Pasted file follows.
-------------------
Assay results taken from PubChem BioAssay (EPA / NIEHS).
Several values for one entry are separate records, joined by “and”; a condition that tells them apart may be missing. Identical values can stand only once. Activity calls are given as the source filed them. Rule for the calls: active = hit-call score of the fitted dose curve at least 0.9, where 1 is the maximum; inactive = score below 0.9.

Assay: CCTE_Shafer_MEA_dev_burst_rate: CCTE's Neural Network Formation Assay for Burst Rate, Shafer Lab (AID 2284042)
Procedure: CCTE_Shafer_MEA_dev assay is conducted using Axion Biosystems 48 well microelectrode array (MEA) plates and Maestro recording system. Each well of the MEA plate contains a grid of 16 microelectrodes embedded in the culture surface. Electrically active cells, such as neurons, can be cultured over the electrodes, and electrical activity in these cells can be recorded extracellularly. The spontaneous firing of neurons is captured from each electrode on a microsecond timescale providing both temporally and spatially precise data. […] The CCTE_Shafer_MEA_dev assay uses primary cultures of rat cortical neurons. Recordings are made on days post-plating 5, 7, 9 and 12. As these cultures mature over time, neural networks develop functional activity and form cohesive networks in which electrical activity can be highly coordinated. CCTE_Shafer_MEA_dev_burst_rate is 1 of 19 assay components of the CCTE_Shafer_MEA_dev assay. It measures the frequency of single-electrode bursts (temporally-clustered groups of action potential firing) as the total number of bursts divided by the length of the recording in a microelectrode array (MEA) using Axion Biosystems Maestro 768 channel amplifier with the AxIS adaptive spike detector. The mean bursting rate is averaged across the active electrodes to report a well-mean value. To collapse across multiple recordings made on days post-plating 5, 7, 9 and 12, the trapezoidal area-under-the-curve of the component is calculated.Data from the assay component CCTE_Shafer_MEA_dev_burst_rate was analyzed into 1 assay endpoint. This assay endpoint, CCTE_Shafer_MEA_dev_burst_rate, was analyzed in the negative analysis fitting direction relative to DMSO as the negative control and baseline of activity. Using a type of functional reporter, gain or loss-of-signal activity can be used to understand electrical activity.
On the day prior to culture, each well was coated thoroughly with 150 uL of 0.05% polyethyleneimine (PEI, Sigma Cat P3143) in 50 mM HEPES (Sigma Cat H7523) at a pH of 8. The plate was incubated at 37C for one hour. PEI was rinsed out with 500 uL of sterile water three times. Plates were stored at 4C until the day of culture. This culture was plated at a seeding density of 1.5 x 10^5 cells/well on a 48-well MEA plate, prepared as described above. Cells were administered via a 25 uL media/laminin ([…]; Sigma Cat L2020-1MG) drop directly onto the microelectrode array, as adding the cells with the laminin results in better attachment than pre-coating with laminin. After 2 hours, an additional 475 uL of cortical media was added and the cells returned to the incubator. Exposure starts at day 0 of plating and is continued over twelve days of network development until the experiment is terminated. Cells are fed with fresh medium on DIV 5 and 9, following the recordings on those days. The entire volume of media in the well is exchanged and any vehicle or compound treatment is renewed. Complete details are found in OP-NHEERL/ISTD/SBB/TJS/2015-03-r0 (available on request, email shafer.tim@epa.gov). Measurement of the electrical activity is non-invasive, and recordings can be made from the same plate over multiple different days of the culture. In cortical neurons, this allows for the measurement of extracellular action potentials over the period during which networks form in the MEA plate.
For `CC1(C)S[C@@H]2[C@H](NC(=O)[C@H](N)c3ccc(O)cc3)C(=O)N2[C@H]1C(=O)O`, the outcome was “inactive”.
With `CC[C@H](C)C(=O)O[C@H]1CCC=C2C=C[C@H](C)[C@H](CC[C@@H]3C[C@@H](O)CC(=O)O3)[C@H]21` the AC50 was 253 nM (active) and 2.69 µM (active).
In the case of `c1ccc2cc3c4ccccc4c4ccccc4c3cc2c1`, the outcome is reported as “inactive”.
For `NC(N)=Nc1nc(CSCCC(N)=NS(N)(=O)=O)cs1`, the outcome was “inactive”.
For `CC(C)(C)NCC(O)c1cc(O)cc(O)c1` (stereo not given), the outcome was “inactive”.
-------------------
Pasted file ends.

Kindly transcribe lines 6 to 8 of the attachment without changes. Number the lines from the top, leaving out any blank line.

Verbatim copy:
For `CC1(C)S[C@@H]2[C@H](NC(=O)[C@H](N)c3ccc(O)cc3)C(=O)N2[C@H]1C(=O)O`, the outcome was “inactive”.
With `CC[C@H](C)C(=O)O[C@H]1CCC=C2C=C[C@H](C)[C@H](CC[C@@H]3C[C@@H](O)CC(=O)O3)[C@H]21` the AC50 was 253 nM (active) and 2.69 µM (active).
In the case of `c1ccc2cc3c4ccccc4c4ccccc4c3cc2c1`, the outcome is reported as “inactive”.